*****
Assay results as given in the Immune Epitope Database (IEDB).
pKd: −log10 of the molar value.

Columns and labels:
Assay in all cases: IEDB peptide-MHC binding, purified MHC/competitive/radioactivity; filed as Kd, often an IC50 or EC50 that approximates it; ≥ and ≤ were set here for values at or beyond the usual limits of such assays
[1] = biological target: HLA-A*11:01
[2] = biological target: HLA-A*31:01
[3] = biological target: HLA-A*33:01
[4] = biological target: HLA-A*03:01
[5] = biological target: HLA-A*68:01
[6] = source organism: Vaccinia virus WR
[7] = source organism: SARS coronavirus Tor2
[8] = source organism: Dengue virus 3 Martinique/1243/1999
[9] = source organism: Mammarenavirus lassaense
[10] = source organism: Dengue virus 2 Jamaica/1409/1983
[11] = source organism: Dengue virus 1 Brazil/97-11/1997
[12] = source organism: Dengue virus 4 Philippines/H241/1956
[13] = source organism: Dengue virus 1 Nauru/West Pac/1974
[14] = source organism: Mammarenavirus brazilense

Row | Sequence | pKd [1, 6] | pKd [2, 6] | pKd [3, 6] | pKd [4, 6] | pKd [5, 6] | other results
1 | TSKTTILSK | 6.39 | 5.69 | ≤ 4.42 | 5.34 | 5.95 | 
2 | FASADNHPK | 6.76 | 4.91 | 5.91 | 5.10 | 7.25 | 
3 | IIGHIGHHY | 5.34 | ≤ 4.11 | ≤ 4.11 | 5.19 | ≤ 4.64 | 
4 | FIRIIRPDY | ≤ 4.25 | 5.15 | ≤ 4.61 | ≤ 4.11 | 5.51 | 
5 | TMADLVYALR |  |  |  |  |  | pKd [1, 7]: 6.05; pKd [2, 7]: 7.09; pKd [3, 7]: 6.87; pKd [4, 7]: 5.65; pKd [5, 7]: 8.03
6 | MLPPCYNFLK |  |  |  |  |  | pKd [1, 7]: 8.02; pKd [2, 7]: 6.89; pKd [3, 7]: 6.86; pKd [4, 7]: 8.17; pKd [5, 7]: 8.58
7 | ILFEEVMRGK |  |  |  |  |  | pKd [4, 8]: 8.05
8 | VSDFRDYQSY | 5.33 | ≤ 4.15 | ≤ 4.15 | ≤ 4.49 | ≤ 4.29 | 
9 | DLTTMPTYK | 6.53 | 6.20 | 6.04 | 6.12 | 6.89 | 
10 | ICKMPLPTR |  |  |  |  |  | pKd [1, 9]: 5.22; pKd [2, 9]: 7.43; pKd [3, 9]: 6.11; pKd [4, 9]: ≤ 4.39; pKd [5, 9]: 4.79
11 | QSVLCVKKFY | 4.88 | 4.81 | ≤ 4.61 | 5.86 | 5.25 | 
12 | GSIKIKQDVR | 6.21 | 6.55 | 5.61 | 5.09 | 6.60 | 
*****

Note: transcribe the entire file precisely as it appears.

Assay results as given in the Immune Epitope Database (IEDB).
pKd: −log10 of the molar value.

Columns and labels:
Assay in all cases: IEDB peptide-MHC binding, purified MHC/competitive/radioactivity; filed as Kd, often an IC50 or EC50 that approximates it; ≥ and ≤ were set here for values at or beyond the usual limits of such assays
[1] = biological target: HLA-A*11:01
[2] = biological target: HLA-A*31:01
[3] = biological target: HLA-A*33:01
[4] = biological target: HLA-A*03:01
[5] = biological target: HLA-A*68:01
[6] = source organism: Vaccinia virus WR
[7] = source organism: SARS coronavirus Tor2
[8] = source organism: Dengue virus 3 Martinique/1243/1999
[9] = source organism: Mammarenavirus lassaense
[10] = source organism: Dengue virus 2 Jamaica/1409/1983
[11] = source organism: Dengue virus 1 Brazil/97-11/1997
[12] = source organism: Dengue virus 4 Philippines/H241/1956
[13] = source organism: Dengue virus 1 Nauru/West Pac/1974
[14] = source organism: Mammarenavirus brazilense

Row | Sequence | pKd [1, 6] | pKd [2, 6] | pKd [3, 6] | pKd [4, 6] | pKd [5, 6] | other results
1 | TSKTTILSK | 6.39 | 5.69 | ≤ 4.42 | 5.34 | 5.95 | 
2 | FASADNHPK | 6.76 | 4.91 | 5.91 | 5.10 | 7.25 | 
3 | IIGHIGHHY | 5.34 | ≤ 4.11 | ≤ 4.11 | 5.19 | ≤ 4.64 | 
4 | FIRIIRPDY | ≤ 4.25 | 5.15 | ≤ 4.61 | ≤ 4.11 | 5.51 | 
5 | TMADLVYALR |  |  |  |  |  | pKd [1, 7]: 6.05; pKd [2, 7]: 7.09; pKd [3, 7]: 6.87; pKd [4, 7]: 5.65; pKd [5, 7]: 8.03
6 | MLPPCYNFLK |  |  |  |  |  | pKd [1, 7]: 8.02; pKd [2, 7]: 6.89; pKd [3, 7]: 6.86; pKd [4, 7]: 8.17; pKd [5, 7]: 8.58
7 | ILFEEVMRGK |  |  |  |  |  | pKd [4, 8]: 8.05
8 | VSDFRDYQSY | 5.33 | ≤ 4.15 | ≤ 4.15 | ≤ 4.49 | ≤ 4.29 | 
9 | DLTTMPTYK | 6.53 | 6.20 | 6.04 | 6.12 | 6.89 | 
10 | ICKMPLPTR |  |  |  |  |  | pKd [1, 9]: 5.22; pKd [2, 9]: 7.43; pKd [3, 9]: 6.11; pKd [4, 9]: ≤ 4.39; pKd [5, 9]: 4.79
11 | QSVLCVKKFY | 4.88 | 4.81 | ≤ 4.61 | 5.86 | 5.25 | 
12 | GSIKIKQDVR | 6.21 | 6.55 | 5.61 | 5.09 | 6.60 | 